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There are a lot of different uses for the histogram on your camera. In fact, it is one of the most often misunderstood and ignored tools by photographers. Hopefully this article will teach you some of the ins and outs of using your histogram, as well as what it is and what it is not.

What is a Histogram?
Your histogram is a graph that tells you the brightness and amount of different brightness levels there are throughout your entire scene. In a luminance histogram, that is, a histogram that only displays relative brightness, the left side of the histogram is dark pixels, while the right side is bright pixels, and then of course there's everything in between. The higher the graph is at a certain area, the more pixels of that brightness there are in the scene. There is no certain way your histogram should look or any certain shape that it should conform to, but the following section shows a few example histograms and what they mean.

Summary: The histogram tells you how many pixels there are of varying brightness levels.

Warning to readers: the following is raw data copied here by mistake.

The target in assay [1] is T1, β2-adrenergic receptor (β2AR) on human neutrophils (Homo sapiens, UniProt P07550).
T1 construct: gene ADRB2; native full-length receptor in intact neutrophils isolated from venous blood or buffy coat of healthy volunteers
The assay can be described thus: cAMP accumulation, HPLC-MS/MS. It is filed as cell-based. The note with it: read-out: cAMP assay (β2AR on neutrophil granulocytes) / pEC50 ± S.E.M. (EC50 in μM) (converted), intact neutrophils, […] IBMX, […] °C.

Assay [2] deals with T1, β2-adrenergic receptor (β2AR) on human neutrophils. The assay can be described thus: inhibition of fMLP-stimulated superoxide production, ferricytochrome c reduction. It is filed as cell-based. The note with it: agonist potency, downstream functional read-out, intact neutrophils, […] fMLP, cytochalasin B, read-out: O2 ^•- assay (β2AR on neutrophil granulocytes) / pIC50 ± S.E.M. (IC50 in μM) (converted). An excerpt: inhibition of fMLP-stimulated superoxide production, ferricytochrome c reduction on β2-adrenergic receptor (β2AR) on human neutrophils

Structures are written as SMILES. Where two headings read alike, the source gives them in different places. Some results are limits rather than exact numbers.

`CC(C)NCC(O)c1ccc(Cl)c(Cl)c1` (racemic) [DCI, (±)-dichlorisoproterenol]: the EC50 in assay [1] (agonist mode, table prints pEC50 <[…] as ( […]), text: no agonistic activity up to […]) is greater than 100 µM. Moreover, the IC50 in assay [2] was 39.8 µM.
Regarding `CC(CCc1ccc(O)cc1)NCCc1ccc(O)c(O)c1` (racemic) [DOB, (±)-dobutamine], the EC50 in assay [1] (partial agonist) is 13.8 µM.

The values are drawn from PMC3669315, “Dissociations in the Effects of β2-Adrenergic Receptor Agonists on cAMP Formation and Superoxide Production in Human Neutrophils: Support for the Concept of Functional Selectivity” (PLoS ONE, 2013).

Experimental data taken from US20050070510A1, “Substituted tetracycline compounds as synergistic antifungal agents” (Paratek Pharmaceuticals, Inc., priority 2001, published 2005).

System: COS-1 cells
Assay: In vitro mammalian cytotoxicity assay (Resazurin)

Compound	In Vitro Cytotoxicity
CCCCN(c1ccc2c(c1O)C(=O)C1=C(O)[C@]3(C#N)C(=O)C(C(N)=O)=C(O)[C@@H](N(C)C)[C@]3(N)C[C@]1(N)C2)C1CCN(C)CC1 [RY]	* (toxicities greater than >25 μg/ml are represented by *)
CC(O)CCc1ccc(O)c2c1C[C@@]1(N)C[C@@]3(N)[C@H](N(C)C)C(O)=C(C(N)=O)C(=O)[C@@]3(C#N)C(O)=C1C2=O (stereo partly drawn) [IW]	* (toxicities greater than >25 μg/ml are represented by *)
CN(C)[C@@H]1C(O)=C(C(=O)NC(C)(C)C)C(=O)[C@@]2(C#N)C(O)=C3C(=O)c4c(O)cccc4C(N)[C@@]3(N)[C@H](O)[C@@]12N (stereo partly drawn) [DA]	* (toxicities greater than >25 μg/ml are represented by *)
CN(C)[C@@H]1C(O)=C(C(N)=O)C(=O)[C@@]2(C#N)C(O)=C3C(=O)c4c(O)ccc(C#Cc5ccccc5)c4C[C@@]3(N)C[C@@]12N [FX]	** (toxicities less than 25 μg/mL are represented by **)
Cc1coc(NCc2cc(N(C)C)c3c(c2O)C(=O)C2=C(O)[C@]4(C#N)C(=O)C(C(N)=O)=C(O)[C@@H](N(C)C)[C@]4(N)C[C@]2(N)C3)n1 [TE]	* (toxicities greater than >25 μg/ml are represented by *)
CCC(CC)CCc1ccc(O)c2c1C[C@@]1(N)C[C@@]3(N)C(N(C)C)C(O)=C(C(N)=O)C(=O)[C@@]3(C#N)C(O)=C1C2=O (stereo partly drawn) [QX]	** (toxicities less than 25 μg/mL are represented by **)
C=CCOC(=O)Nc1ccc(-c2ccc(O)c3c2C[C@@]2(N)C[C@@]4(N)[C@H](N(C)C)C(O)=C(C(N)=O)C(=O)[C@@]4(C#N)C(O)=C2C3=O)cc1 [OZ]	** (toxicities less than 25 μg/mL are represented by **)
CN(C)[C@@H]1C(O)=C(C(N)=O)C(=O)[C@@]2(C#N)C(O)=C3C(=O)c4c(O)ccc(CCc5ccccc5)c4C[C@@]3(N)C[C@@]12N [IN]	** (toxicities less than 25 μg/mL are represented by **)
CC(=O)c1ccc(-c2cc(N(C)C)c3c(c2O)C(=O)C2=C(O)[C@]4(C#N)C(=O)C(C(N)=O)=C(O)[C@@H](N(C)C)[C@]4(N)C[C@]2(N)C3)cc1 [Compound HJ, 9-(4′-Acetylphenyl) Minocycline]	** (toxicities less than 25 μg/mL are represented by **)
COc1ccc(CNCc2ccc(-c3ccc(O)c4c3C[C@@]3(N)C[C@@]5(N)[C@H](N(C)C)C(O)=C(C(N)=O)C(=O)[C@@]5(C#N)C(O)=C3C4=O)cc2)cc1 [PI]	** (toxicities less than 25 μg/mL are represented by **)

The Histogram Dictates Exposure
Your histogram tells you whether your scene is overexposed, underexposed, and how the contrast of the scene is. Ideally, you'll want to keep your histogram within the confines of the left and right side, but there are times when it's impossible or even when you want to achieve that certain look. Like all rules, this one is meant to be broken. Anyway, the following luminance histograms are examples that will get you more acquainted with what histograms mean.

This scene was underexposed and the histogram clearly indicates that because most of the pixels are very near to the left side.

The subject of this scene is overexposed as indicated by looking at her face as well as looking at the histogram, which shows there are a lot of pixels that clipped (lost detail because they were too bright) on the right side.

This is an extremely high contrast scene with 3 spikes. There is loss in both the shadow and highlight detail.

This is an example of a good exposure where there is no clipping on either the left or right side of the histogram, meaning no loss in either shadow or highlight detail.

Summary: Keep your histogram within the bounds of the left and right sides.

Color Histograms
Histograms also come in colors. In a similar fashion to luminance histograms, color histograms also display the brightness of pixels, but it is split into each different color channel.

In this case there is too much red in the scene, but the good news is that it can easily be fixed by a good post-processing program such as Photoshop or Picasa.

Summary: Color histograms are just like luminance histograms, except they show the brightness of each color channel.

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